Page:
The Environment Secretary and frontline Brexiteer has repeatedly pushed back against claims he will allow chlorine washed chicken from the US to be imported into Britain.
Chicken is washed with chlorine to remove disease from intensively farmed poultry and is widespread on US farms but was banned in the EU in 1997.
Now Mr Gove has claimed the aim to ensure food sold in Britain is reared with high welfare standards could hold up a trade deal with the US.
Speaking to the Commons Environment, Food and Rural Affairs Committee, he said he would ensure UK welfare standards were protected.
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Mr Gove said: "We want to have a free trade deal, but, of course, we need to have those protections, and if we can't achieve protections in those areas then any deal will necessarily have a slightly narrower scope."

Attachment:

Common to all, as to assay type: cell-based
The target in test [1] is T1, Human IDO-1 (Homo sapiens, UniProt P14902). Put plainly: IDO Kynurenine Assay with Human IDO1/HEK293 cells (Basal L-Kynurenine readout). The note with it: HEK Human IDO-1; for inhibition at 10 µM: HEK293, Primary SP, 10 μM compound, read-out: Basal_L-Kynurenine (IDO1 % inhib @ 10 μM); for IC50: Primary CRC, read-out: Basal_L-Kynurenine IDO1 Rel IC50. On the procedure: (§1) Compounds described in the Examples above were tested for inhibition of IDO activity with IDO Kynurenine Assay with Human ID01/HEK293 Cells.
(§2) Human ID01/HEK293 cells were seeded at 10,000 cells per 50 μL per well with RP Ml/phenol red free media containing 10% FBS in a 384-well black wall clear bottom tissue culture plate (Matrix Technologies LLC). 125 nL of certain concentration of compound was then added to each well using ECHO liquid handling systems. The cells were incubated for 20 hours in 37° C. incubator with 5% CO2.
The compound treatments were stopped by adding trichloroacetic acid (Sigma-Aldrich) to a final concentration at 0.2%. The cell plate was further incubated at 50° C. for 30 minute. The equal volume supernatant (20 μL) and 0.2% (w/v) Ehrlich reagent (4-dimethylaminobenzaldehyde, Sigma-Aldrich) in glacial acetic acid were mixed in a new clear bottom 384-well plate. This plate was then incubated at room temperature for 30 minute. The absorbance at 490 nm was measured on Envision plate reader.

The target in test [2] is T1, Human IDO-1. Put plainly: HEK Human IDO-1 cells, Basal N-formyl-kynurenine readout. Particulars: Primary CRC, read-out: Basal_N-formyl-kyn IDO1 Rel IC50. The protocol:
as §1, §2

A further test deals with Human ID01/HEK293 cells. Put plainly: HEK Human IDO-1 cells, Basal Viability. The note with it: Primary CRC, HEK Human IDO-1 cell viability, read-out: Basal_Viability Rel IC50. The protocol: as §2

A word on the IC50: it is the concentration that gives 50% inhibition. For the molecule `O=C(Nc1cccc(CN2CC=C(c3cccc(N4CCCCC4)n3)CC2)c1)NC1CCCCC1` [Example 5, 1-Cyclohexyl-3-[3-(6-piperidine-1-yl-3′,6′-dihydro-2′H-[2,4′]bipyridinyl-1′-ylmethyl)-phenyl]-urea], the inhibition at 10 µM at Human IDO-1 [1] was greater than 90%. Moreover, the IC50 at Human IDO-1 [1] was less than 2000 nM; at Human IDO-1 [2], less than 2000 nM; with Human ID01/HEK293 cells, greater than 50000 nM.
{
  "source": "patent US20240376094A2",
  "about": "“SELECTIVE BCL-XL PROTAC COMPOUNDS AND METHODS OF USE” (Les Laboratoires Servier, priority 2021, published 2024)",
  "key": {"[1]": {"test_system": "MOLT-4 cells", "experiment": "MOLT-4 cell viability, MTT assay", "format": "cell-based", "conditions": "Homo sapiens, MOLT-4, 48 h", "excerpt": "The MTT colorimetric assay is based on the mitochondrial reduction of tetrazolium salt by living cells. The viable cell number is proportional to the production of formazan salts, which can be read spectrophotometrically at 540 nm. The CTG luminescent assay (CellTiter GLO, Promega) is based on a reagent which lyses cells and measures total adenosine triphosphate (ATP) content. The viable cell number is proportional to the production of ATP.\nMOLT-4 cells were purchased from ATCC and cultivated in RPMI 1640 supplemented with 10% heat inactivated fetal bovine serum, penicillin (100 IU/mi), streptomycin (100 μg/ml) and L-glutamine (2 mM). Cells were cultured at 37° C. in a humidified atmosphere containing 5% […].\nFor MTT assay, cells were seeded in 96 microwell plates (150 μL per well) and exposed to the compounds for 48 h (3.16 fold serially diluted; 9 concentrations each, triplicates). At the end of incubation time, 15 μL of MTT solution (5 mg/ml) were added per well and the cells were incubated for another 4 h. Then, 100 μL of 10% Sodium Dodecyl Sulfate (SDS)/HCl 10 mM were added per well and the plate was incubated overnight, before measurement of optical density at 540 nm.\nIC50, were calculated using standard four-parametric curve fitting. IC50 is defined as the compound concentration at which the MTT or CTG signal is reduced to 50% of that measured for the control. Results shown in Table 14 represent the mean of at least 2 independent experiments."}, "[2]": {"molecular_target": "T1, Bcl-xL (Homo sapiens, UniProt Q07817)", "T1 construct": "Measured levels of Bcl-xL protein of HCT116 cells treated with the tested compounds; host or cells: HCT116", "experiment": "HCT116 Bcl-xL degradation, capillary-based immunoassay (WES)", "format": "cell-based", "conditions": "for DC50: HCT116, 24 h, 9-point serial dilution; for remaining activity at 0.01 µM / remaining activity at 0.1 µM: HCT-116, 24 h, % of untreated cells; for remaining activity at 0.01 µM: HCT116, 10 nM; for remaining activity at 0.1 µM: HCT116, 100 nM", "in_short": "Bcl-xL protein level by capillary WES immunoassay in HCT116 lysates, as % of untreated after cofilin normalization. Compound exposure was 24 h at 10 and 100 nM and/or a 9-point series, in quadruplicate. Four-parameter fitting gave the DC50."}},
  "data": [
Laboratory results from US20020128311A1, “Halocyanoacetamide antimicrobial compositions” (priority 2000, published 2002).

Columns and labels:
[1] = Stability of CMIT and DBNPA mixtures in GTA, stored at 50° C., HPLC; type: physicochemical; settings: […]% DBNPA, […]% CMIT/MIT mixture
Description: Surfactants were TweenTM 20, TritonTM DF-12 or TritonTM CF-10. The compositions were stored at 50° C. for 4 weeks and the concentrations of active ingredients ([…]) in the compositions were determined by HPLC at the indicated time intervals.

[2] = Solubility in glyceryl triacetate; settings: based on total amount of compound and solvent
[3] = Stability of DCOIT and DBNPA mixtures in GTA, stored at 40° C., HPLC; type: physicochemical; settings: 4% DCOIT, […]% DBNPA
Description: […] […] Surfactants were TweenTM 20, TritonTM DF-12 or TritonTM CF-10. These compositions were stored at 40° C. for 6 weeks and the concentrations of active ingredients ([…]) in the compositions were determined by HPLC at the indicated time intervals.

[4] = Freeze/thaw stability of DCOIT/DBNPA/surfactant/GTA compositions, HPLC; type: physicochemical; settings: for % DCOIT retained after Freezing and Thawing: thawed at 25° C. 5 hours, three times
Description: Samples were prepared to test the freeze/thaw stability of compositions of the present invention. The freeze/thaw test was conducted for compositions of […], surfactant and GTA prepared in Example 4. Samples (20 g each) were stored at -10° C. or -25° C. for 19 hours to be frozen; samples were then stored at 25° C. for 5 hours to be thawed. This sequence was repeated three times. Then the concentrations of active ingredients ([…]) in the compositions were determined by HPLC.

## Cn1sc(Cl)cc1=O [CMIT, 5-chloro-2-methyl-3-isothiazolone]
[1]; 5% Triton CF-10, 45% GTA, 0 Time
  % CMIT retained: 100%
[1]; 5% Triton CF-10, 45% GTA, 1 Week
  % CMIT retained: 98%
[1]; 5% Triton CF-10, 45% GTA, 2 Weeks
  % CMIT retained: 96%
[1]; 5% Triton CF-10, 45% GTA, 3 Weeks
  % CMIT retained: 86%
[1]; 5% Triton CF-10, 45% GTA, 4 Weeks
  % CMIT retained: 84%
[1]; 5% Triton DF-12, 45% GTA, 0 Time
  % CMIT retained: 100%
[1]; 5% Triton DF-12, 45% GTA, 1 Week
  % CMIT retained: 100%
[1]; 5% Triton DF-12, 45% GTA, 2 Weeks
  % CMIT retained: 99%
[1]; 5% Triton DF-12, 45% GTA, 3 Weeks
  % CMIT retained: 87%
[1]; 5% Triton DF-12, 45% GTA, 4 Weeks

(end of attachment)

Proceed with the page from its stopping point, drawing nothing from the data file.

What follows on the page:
Asked if this could slow down the process of negotiating a trade deal with the US, he said “yes”.
Mr Gove’s comments will come as a relief for British poultry farmers, who raise their stock with some of the highest food welfare standards in the world and risk being pushed out of the market by international exporters who sell cheaper, lower quality produce.
But his assurances clash with fellow Brexit campaigner Liam Fox, who claimed there was no health issue with chlorine washed chicken – and the matter would simply be "a detail of the very end stage of one sector of a potential free trade agreement".